Interesting article by Bloomberg.
AirAsia loses money at the operating level on ticket sales, just about makes it back on ancillary revenues, but makes its real money from selling and leasing back its own aircraft.
That makes plans by Group CEO Tony Fernandes to sell this golden goose rather unsettling. The unit could be separated as soon as December, he said earlier this year, and may fetch as much as $1 billion.
There would be some definite benefits. Investors have often looked askance at AirAsia's leasing business, particularly because many of its sale-and-leasebacks have been not to lessors but to its own affiliates in Indonesia, Thailand, the Philippines and India. AirAsia's stock shed more than half its value in less than three months last year after GMT Research issued a report criticizing the accounting used in such deals, though it has since more than recovered what was lost.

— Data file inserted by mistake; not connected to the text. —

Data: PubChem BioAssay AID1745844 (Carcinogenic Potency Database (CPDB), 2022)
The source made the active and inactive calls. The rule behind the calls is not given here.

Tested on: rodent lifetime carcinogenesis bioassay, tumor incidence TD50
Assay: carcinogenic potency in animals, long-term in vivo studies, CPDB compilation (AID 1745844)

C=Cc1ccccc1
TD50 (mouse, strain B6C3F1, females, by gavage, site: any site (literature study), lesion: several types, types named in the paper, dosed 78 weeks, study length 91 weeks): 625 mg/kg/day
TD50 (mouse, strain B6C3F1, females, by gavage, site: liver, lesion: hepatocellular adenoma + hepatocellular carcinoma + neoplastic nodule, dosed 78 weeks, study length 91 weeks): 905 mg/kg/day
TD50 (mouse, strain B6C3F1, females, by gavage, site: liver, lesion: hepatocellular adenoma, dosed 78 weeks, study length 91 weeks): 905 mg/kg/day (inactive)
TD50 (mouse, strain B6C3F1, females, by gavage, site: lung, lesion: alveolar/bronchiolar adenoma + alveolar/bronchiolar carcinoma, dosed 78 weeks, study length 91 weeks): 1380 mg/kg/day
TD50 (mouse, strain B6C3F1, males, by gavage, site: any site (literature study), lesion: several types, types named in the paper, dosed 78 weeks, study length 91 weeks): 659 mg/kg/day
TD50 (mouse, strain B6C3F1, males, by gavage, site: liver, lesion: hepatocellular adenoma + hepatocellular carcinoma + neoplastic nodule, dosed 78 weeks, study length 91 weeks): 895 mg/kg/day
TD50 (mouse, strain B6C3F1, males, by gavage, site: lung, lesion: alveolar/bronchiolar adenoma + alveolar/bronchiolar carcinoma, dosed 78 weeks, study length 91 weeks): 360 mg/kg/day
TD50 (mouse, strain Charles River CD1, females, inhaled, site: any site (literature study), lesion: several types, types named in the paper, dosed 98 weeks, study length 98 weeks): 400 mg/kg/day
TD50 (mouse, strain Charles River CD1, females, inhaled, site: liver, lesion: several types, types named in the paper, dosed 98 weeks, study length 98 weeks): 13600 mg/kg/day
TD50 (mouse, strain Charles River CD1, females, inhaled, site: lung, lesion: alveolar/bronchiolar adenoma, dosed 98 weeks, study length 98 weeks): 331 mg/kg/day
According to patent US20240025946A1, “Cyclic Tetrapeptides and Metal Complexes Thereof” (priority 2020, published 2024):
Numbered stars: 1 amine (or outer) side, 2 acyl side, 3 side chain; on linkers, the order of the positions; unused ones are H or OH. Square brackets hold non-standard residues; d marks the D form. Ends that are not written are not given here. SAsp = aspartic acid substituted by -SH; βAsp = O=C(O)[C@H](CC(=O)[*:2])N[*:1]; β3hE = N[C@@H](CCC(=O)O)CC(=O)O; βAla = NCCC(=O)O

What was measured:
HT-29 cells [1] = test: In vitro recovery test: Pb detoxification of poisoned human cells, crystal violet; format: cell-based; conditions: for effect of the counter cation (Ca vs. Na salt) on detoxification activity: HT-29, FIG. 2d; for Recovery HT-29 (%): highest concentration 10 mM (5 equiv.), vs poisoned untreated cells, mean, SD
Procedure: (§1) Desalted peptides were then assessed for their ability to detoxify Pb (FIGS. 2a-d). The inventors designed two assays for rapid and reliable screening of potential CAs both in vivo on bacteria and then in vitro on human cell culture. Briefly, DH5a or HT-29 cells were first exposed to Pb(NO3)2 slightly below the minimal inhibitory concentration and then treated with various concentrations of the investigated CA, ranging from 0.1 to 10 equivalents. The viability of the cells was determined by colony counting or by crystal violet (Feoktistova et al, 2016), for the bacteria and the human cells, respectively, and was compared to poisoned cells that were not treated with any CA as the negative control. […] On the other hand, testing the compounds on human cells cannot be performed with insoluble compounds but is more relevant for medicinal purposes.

Putting the leasing unit at arm's length will both help Fernandes pay down debt, and remove the shadow GMT's report cast.
Still, any sale won't come without risks. Investors who've become accustomed to the comfortable cushion provided by all those lease earnings will find the business has less to fall back on if times grow leaner.